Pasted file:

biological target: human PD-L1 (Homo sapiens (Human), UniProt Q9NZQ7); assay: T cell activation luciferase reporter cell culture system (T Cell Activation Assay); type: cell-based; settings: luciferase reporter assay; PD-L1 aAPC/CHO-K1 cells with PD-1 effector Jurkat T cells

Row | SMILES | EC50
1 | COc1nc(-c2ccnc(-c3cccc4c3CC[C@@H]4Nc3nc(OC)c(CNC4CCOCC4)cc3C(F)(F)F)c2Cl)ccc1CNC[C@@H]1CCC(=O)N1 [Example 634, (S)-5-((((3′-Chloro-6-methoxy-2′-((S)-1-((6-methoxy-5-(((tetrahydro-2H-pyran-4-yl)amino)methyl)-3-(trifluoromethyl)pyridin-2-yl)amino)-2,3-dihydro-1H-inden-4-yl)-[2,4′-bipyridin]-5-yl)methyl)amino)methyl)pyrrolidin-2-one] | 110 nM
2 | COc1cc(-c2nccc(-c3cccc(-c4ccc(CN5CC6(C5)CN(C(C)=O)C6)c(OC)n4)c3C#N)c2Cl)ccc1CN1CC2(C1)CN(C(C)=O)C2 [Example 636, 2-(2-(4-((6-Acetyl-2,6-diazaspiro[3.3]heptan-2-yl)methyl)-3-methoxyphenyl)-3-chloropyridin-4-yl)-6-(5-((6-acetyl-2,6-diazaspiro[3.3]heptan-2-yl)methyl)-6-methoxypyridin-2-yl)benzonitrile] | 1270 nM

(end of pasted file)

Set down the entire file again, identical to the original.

biological target: human PD-L1 (Homo sapiens (Human), UniProt Q9NZQ7); assay: T cell activation luciferase reporter cell culture system (T Cell Activation Assay); type: cell-based; settings: luciferase reporter assay; PD-L1 aAPC/CHO-K1 cells with PD-1 effector Jurkat T cells

Row | SMILES | EC50
1 | COc1nc(-c2ccnc(-c3cccc4c3CC[C@@H]4Nc3nc(OC)c(CNC4CCOCC4)cc3C(F)(F)F)c2Cl)ccc1CNC[C@@H]1CCC(=O)N1 [Example 634, (S)-5-((((3′-Chloro-6-methoxy-2′-((S)-1-((6-methoxy-5-(((tetrahydro-2H-pyran-4-yl)amino)methyl)-3-(trifluoromethyl)pyridin-2-yl)amino)-2,3-dihydro-1H-inden-4-yl)-[2,4′-bipyridin]-5-yl)methyl)amino)methyl)pyrrolidin-2-one] | 110 nM
2 | COc1cc(-c2nccc(-c3cccc(-c4ccc(CN5CC6(C5)CN(C(C)=O)C6)c(OC)n4)c3C#N)c2Cl)ccc1CN1CC2(C1)CN(C(C)=O)C2 [Example 636, 2-(2-(4-((6-Acetyl-2,6-diazaspiro[3.3]heptan-2-yl)methyl)-3-methoxyphenyl)-3-chloropyridin-4-yl)-6-(5-((6-acetyl-2,6-diazaspiro[3.3]heptan-2-yl)methyl)-6-methoxypyridin-2-yl)benzonitrile] | 1270 nM